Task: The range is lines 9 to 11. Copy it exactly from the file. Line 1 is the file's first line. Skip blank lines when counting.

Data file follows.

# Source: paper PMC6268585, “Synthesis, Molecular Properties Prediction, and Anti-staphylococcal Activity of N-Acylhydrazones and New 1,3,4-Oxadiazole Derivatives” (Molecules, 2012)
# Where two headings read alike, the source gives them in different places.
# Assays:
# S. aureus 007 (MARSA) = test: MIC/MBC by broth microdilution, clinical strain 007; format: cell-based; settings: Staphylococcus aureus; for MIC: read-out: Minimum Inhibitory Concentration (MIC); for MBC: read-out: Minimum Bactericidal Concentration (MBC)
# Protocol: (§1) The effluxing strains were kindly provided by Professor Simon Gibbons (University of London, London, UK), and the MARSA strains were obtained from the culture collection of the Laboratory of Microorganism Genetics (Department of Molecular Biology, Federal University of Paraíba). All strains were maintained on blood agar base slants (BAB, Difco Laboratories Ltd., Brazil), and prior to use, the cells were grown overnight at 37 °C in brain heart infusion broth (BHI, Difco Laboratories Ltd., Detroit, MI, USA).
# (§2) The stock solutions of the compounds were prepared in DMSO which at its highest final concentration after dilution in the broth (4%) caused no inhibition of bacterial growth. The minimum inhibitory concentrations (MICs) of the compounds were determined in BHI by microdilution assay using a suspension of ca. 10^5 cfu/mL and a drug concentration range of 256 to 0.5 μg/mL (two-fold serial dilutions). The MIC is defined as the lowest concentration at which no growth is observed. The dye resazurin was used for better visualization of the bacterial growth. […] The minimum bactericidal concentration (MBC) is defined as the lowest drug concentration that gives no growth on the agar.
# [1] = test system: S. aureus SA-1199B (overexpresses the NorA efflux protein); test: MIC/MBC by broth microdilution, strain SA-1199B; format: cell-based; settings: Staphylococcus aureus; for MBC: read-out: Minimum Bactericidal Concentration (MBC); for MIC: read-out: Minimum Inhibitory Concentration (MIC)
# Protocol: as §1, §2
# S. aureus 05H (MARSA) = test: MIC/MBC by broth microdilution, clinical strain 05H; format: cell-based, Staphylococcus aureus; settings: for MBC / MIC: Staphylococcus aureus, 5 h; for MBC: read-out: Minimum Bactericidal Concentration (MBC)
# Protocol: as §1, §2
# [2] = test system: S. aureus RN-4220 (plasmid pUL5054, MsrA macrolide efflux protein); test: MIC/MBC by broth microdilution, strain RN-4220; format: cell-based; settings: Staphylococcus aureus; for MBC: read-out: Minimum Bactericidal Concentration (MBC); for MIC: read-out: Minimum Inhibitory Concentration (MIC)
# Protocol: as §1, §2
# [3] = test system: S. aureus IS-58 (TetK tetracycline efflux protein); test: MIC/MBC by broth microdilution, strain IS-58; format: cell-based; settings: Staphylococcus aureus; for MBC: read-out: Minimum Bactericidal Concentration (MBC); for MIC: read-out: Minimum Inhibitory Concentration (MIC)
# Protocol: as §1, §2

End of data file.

# S. aureus 05H (MARSA) = test: MIC/MBC by broth microdilution, clinical strain 05H; format: cell-based, Staphylococcus aureus; settings: for MBC / MIC: Staphylococcus aureus, 5 h; for MBC: read-out: Minimum Bactericidal Concentration (MBC)
# Protocol: as §1, §2
# [2] = test system: S. aureus RN-4220 (plasmid pUL5054, MsrA macrolide efflux protein); test: MIC/MBC by broth microdilution, strain RN-4220; format: cell-based; settings: Staphylococcus aureus; for MBC: read-out: Minimum Bactericidal Concentration (MBC); for MIC: read-out: Minimum Inhibitory Concentration (MIC)